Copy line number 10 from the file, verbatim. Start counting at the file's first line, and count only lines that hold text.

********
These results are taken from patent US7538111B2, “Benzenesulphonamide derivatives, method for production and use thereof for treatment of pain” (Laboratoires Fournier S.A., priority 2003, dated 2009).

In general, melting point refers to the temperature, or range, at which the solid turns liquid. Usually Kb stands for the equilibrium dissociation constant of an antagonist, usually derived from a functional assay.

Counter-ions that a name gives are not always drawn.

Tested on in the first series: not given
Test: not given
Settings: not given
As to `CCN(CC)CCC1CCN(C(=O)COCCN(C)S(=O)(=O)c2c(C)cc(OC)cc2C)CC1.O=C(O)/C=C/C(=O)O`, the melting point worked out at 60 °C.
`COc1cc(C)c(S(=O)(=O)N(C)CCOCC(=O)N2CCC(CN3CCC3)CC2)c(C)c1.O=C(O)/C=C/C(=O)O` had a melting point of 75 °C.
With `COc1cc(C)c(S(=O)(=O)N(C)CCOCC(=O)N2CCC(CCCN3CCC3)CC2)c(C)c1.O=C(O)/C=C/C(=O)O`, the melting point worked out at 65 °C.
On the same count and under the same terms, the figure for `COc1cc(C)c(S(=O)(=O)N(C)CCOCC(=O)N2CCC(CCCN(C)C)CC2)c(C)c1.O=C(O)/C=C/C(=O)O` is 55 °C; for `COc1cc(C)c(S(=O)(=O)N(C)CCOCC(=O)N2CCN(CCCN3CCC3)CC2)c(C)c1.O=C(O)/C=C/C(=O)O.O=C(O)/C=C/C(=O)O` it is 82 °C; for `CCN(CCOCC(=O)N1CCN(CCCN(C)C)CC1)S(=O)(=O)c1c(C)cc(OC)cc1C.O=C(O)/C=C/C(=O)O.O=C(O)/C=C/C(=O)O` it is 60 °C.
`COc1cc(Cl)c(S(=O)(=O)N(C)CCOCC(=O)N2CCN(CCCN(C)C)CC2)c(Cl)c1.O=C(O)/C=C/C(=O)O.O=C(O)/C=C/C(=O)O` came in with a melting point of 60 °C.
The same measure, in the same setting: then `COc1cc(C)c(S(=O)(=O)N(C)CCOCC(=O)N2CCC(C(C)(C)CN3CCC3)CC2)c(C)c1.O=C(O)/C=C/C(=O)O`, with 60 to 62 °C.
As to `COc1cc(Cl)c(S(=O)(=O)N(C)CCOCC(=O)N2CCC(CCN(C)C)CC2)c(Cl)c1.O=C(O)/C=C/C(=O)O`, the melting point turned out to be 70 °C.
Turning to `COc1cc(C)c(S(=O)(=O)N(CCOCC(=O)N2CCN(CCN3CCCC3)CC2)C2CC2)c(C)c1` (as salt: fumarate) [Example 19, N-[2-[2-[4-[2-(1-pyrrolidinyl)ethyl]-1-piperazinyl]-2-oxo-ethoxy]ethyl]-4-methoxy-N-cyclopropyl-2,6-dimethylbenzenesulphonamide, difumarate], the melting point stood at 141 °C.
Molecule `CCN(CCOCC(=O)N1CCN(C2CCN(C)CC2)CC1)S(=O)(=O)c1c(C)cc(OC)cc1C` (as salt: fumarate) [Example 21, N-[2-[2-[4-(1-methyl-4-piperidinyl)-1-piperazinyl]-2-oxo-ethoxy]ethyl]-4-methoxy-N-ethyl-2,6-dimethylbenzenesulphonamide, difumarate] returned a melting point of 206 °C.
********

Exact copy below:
On the same count and under the same terms, the figure for `COc1cc(C)c(S(=O)(=O)N(C)CCOCC(=O)N2CCC(CCCN(C)C)CC2)c(C)c1.O=C(O)/C=C/C(=O)O` is 55 °C; for `COc1cc(C)c(S(=O)(=O)N(C)CCOCC(=O)N2CCN(CCCN3CCC3)CC2)c(C)c1.O=C(O)/C=C/C(=O)O.O=C(O)/C=C/C(=O)O` it is 82 °C; for `CCN(CCOCC(=O)N1CCN(CCCN(C)C)CC1)S(=O)(=O)c1c(C)cc(OC)cc1C.O=C(O)/C=C/C(=O)O.O=C(O)/C=C/C(=O)O` it is 60 °C.